SUBTOPIC TITLE: In-Situ Resource Utilization
PROPOSAL TITLE: EMG System for Production of Methane From Carbon Dioxide

SMALL BUSINESS CONCERN: (Firm Name, Mail Address, City/State/ZIP, Phone)
Sustainable Innovations, LLC
160 Oak Street
Glastonbury, CT 06033-2336
(860) 652-9690

PRINCIPAL INVESTIGATOR/PROJECT MANAGER: (Name, E-mail, Mail Address, City/State/ZIP, Phone)
Trent Molter
trent.molter@sustainableinnov.com111
160 Oak Street
Glastonbury,  CT 06033-2336
(860) 652-9690

Estimated Technology Readiness Level (TRL) at beginning and end of contract:
Begin: 3
End: 4

TECHNICAL ABSTRACT (LIMIT 200 WORDS)
Sustainable Innovations, LLC, is developing an Electrochemical Methane Generator (EMG), which comprises a novel method of converting CO2 and H2O to hydrocarbon fuels (such as methane) and O2. When powered by a renewable energy source, such as solar or wind power, it can provide a method for producing high quality fuels in a distributed fashion. This is accomplished by harvesting CO2 from the atmosphere and processing it electrochemically to release methane fuel and water. Sustainable Innovations' EMG technology has the potential to lead to a global sustainable energy infrastructure and could also play a pivotal role in achieving both the energy and the life support needs of extraterrestrial bases. For example, the Martian atmosphere, which is predominately CO2, can be directly used as a feedstock for the production of both fuel and water. The water can then be recycled to produce breathing oxygen.

POTENTIAL NASA COMMERCIAL APPLICATION(S) (LIMIT 150 WORDS)
This technology can be used to produce a variety of fuels and commodity chemicals from waste carbon dioxide in distributed form. This can be used to generate chemical intermediates in industrial processes wile simultaneously managing carbon dioxide emissions. Fuels and commodity chemicals that can be produced include methane, methanol, ethanol, formic acid, oxalic acid, formaldehyde and others.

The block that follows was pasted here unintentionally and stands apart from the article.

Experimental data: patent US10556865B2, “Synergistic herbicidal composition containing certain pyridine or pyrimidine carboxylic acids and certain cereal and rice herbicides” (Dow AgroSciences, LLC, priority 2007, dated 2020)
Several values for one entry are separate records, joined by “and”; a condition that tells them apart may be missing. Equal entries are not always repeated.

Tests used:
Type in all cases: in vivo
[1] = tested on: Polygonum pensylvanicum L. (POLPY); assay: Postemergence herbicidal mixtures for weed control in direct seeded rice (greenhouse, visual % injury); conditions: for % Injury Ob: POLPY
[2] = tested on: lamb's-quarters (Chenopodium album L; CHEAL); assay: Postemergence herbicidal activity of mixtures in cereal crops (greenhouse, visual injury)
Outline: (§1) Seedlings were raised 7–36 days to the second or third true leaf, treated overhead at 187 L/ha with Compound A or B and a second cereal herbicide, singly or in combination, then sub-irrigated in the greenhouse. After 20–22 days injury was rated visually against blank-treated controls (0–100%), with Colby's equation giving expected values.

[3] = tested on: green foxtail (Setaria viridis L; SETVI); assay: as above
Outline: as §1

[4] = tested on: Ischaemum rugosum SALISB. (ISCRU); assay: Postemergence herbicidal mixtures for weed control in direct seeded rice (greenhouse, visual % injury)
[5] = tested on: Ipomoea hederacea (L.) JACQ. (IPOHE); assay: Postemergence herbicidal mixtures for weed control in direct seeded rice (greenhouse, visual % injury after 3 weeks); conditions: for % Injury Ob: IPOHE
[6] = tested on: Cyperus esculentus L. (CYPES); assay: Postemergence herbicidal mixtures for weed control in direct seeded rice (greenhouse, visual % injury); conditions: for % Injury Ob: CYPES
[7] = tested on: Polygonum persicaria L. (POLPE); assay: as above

POTENTIAL NON-NASA APPLICATION(S) (LIMIT 150 WORDS)
This technology provides the opportunity to manage carbon dioxide and oxygen in life support applications, generate potable water, and produce fuels in a distributed fashion making it ideal for an ISRU application.

TECHNOLOGY TAXONOMY MAPPING
Conversion
Distribution/Management
Generation
Sources (Renewable, Nonrenewable)
Storage
In Situ Manufacturing
Processing Methods
Resource Extraction
Fuels/Propellants
Chemical/Environmental (see also Biological Health/Life Support)


PROPOSAL NUMBER:12-1 H1.01-9285
SUBTOPIC TITLE: In-Situ Resource Utilization
PROPOSAL TITLE: Efficient Conversion of Carbon Dioxide into Methane using 3rd Generation Ionic Liquids

SMALL BUSINESS CONCERN: (Firm Name, Mail Address, City/State/ZIP, Phone)
AZ Technology Inc
7047 Old Madison Pike, Suite 300
Huntsville, AL 35806-2188
(256) 837-9877

PRINCIPAL INVESTIGATOR/PROJECT MANAGER: (Name, E-mail, Mail Address, City/State/ZIP, Phone)
Mark Paley
steve.paley@aztechnology.com111
7047 Old Madison Pike Suite 300
Huntsville,  AL 35806-2188
(256) 837-9877

Estimated Technology Readiness Level (TRL) at beginning and end of contract:
Begin: 2
End: 4

TECHNICAL ABSTRACT (LIMIT 200 WORDS)